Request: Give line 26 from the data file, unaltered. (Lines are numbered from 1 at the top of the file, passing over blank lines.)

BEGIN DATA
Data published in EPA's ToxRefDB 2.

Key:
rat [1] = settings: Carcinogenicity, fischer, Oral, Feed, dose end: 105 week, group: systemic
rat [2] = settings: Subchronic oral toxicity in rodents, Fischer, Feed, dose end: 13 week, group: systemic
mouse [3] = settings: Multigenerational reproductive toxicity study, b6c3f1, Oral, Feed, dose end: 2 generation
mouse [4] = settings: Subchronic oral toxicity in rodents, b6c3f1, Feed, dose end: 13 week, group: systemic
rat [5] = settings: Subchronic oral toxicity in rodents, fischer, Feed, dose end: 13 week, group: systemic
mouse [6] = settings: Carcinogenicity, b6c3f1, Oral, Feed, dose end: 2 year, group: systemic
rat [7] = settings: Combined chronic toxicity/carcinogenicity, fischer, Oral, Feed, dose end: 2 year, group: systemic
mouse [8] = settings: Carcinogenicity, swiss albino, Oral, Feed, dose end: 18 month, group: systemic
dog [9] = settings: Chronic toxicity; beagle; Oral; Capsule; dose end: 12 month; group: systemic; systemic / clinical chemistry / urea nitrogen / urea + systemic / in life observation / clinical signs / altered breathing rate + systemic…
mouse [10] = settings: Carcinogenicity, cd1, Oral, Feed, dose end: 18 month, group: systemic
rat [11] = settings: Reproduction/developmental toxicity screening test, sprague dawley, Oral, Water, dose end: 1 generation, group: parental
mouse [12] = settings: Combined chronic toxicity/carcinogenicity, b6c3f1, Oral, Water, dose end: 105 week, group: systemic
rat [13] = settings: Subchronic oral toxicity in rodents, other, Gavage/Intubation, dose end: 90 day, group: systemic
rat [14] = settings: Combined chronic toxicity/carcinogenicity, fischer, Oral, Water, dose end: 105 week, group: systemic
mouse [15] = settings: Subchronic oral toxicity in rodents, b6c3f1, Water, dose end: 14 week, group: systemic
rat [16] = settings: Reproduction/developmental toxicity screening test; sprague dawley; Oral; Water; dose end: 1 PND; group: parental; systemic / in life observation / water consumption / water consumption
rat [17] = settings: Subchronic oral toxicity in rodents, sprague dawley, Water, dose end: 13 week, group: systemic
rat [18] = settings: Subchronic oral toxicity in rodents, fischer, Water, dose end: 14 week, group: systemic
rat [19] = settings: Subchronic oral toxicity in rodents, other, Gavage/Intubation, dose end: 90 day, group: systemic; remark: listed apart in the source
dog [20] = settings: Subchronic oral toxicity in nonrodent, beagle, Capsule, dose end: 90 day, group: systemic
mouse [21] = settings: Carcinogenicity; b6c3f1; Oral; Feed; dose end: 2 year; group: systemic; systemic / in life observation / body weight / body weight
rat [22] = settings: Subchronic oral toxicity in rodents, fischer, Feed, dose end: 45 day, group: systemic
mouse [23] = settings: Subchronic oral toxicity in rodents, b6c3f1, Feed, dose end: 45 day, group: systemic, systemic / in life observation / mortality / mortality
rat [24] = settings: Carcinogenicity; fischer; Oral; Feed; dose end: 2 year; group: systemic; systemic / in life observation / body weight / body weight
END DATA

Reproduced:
rat [24] = settings: Carcinogenicity; fischer; Oral; Feed; dose end: 2 year; group: systemic; systemic / in life observation / body weight / body weight